• Another identified the problems associated with a disruptive and unhelpful ex partner.

Not believing in yourself; and not feeling able to take control:

  • Self belief and reflection were seen as important in the journeys described, but was missing for some people. There was recognition in one journey that it was good to “sit and take stock and realise what I have achieved in the past year”.

  • People recognised that their self confidence can take a knock on the journey, that when they are feeling strong and resilient they can cope with this, but that sometimes it can feel like a knock out blow.

  • Some people report being help back by feeling under pressure to always put other interests and needs before theirs – that a balance is hard to find.

  • As one contributor said: “I need the freedom to be me. To be my own person again. I can’t remember that”.

  • And as another person said: “It’s like not knowing if I’m going to be capable of anything”.

  • Not having the control over specific things that you would like to change affected some people. The issue of food was raised as an example by several people. One person talked about wanting to eat healthier food but not having a say on what is eaten at home. Another example about food was the way in which it is used for ‘comfort’ or when people feel stressed. For another person advertising and supermarket layout conspired to undermine good intentions.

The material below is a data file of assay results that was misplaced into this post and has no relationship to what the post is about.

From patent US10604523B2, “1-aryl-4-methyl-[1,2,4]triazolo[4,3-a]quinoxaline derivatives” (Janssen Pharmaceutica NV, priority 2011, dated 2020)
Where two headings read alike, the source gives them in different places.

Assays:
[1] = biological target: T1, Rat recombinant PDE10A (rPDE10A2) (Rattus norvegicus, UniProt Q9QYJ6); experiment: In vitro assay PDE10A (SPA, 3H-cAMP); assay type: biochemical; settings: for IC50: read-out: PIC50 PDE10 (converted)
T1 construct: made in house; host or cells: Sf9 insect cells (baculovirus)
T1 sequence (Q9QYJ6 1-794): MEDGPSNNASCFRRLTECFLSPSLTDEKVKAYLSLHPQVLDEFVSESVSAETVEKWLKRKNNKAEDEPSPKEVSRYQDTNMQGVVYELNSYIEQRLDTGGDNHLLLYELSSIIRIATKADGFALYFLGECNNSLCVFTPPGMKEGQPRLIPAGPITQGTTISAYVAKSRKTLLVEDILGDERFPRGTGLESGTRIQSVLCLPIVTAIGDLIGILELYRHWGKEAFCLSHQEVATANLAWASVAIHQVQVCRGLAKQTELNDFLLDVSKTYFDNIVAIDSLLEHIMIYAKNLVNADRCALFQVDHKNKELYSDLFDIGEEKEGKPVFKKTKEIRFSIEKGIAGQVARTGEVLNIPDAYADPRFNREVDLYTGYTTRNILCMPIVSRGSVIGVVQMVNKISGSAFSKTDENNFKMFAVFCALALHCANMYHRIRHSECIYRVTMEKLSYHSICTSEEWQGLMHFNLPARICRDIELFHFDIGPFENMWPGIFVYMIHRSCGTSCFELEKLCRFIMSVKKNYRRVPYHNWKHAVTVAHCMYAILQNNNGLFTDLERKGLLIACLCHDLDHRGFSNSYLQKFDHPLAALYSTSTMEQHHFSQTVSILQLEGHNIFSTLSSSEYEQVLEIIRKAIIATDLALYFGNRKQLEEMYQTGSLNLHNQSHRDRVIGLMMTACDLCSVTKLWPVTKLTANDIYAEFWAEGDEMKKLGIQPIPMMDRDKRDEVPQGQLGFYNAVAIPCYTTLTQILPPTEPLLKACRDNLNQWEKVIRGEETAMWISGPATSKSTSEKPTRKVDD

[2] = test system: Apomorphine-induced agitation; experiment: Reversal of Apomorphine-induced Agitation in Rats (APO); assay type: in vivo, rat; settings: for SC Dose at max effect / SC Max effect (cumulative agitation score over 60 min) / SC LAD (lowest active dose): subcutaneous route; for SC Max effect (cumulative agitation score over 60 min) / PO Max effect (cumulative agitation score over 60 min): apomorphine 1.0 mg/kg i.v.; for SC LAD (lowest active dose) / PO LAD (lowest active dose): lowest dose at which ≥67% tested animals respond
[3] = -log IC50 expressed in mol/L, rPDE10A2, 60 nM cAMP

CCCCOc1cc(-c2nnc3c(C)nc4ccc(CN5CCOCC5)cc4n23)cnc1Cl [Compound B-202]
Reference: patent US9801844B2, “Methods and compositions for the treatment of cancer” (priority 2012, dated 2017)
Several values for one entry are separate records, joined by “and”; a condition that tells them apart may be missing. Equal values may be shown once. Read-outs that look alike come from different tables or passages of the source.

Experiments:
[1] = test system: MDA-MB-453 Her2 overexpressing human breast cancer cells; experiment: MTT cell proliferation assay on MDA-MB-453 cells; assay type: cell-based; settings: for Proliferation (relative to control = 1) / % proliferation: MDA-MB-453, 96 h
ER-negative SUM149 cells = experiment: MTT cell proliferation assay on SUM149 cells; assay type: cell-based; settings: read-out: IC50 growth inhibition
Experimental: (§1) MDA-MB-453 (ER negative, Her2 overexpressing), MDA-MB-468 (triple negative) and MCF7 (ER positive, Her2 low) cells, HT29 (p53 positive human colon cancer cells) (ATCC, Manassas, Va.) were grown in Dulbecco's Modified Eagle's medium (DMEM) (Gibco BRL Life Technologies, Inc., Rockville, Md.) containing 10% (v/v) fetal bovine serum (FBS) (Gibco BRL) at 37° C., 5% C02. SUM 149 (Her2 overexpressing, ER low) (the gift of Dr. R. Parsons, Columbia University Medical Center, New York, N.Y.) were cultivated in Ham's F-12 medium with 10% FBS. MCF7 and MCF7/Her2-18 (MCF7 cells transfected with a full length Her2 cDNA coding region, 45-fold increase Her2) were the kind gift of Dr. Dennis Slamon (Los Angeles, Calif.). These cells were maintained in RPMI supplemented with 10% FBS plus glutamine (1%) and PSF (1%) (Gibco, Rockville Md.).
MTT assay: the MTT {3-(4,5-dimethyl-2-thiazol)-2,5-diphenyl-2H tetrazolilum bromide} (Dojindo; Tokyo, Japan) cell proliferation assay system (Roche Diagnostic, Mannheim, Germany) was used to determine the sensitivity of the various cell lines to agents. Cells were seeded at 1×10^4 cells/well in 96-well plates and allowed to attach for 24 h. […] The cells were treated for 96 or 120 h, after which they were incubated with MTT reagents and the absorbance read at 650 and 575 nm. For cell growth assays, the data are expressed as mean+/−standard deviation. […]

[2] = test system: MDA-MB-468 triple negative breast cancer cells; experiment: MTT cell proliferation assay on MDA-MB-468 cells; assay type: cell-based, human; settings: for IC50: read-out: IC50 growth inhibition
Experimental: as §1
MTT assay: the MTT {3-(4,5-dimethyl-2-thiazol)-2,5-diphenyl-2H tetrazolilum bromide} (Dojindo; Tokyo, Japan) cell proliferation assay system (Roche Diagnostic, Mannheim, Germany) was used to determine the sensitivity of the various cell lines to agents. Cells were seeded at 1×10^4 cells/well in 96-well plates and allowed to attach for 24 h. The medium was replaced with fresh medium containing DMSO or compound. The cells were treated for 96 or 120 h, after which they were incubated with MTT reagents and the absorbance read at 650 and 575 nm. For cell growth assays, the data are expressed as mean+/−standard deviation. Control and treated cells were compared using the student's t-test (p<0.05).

Mental ill health

  • Mental ill health and the stigma associated with mental illness got in the way of some journeys. One person asked for “more awareness for the public”.

Physical ill health

  • Physical ill health can undermine any journey. People worry about a lack of stamina, their confidence to start the journey is undermined and there is a worry that things just might get worse.

  • Pain gets in the way of progress on some journeys.

  • A lack of sleep saps energy and commitment to the journey, leaving people feeling tired and unwell. 

Inadequate money and housing

  • A lack of money can mean not being able to travel or take part in leisure or recreational pursuits such as joining a gym.

  • Some journeys need to start, or be helped along the way, by a change in location or housing. This isn’t always easy to find.

A lack of qualifications and experience

  • Some journeys don’t start, or are undermined, by what is perceived to be a lack of work experience in a particular area or a lack of qualifications to get going. One person identified a feeling that “I’m too old to train. I don’t have enough experience or confidence anyway”.

A lack of support

  • Participants with limited mobility identified a lack of support to do more exercise, and an embarrassment about requiring mobility aids.

  • Isolation leaves people feeling powerless and unable to start their journey.